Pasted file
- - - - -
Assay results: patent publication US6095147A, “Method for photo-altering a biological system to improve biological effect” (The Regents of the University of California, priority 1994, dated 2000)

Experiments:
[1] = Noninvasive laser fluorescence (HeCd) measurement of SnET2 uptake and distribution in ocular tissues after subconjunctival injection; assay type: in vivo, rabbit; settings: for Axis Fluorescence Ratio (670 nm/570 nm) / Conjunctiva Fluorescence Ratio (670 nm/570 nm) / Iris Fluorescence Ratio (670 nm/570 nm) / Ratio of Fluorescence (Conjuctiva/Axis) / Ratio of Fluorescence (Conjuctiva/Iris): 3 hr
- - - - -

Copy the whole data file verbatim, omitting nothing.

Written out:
Assay results: patent publication US6095147A, “Method for photo-altering a biological system to improve biological effect” (The Regents of the University of California, priority 1994, dated 2000)

Experiments:
[1] = Noninvasive laser fluorescence (HeCd) measurement of SnET2 uptake and distribution in ocular tissues after subconjunctival injection; assay type: in vivo, rabbit; settings: for Axis Fluorescence Ratio (670 nm/570 nm) / Conjunctiva Fluorescence Ratio (670 nm/570 nm) / Iris Fluorescence Ratio (670 nm/570 nm) / Ratio of Fluorescence (Conjuctiva/Axis) / Ratio of Fluorescence (Conjuctiva/Iris): 3 hr